Thursday, February 28, 2013

Comet Collecting

My astronomy club assists the astronomy club of a local middle school, and for their meeting today, I collected my comet photos, taken over the past ten years. This topic is in anticipation for a moderately bright comet expected to grace our sky in little over a week.

Comet PANSTARS has been visible in the southern hemisphere and has brightened so that by the time it slips into the northern hemisphere sky on March 9, it should be discernable in binoculars. Look low to the west just after sunset. Then when the cresent moon appears on the 11th and 12th, look near the moon to find the comet.

My photo of McNaught from January 2008 is a brighter version of what to expect for this sunset comet:

Wednesday, February 27, 2013

Temecula Valley Astronomers host Dr. Eric Grosfils speaking on Impact Cratering

The March meeting of the Temecula Valley Astronomers will be held this Monday, 3/4/13 at 7:30pm at the RCWD Boardroom, 42135 Winchester Road, Temecula CA 92590.

Dr. Eric Grosfils is the Minnie B. Cairns Memorial Professor for the Geology Department of Pomona College and will be speaking on impact cratering. His talk will include the recent recent meteor eplosion over Russia.

A brief presentation on what's up in the March sky precedes the presentation by Dr. Grosfils.

All of the Temecula Valley Astromers meetings are free and open to the general public. For more information on the Temecula Valley Astonomners, see


Tuesday, February 19, 2013

Star Party Tonight, Tues., 19 Feb

Though the weather will scuttle all outdoor viewing at tonight's star party at the Murrieta Library, an indoor presentation is still scheduled for 6:00 pm, or shortly after. The indoor program is tailored for children and covers various observations one can make throughout a year and special observations that occur from time to time or that occur rarely.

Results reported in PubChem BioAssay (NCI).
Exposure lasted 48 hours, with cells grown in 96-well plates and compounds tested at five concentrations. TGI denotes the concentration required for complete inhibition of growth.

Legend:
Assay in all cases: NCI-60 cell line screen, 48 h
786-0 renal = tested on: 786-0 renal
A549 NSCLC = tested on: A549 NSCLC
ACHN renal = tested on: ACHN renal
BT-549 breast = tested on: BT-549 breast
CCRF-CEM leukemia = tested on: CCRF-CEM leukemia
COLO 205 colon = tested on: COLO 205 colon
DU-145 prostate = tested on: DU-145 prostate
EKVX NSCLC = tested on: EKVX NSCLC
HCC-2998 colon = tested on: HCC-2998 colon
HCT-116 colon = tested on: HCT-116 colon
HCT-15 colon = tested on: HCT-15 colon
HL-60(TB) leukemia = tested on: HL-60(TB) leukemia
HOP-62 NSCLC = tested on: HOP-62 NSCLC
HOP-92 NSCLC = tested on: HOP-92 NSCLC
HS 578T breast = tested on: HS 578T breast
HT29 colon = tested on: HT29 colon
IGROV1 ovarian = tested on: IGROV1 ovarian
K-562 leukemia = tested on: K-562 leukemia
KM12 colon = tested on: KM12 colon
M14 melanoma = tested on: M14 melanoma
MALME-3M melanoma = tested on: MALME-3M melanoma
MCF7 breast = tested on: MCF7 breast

Tuesday, February 19. 6:00 -8:00 PM. The Murrieta Library, Murrieta


Sunday, February 10, 2013

Bright lights did not deter this vandalism

Bright light did not deter the vandalism to this billboard on I-15 in Murrieta, CA. This Lamar billboard stays well lit all night. I am making the assumption that the graffiti occured at night. If not, well, that may assist my argument too. Also, lighting often makes us complacent: we automate the light and then get lazy. The best response to graffiti is to quickly cover it up so the vandals don't have the reward of seeing their work displayed night and day for tens of thousands of motorists who commute on this freeway. The Lamar sign company is on autopilot. This graffiti has been blazing for over two weeks, and still no response by the company to do what it can to deter future acts.


Tuesday, February 5, 2013

Electronic Billboards and New Lights

A study released last October demonstrates the effectiveness of digital billboards in gaining drivers' attention.

Driver attention study

Congratulations to the sign manufacturers and those who would deploy these animated, colorful signs. They've found away to engage a driver by triggering one's normal reflex toward motion or by creating something of interest that a driver will choose to observe for at least two seconds, a period recognized as a common rule of thumb for safe following distance between vehicles.

The study was conducted in Sweden. It examined only the attention of drivers and did not make any connections between the use of signs and accidents. Sweden, however, will not be using such signs and has removed those in place for the study.

Other lighting news: A rather efficient light bulb that continues to spray light in all directions (which can be quite inefficient in outdoor fixtures) is described here:

And last, a friend wrote a fine guide for assessing household energy use that I wish to post here for reference:


Saturday, February 2, 2013

Conjunction of the Moon and Jupiter, January 21, 2013

On Jan 21, the moon and Jupiter appeared near each other. I was looking through my photos today and discovered this one. You can see cloud bands of Jupiter and lunar detail in one photo. This event repeats on Feb 17, though the objects will be a little farther apart, but viewable in a pair of binoculars. I photographed this with a 3-inch telescope at prime focus, focal ration of f6.4.

This image shows Jupiter without any reduction in pixel size.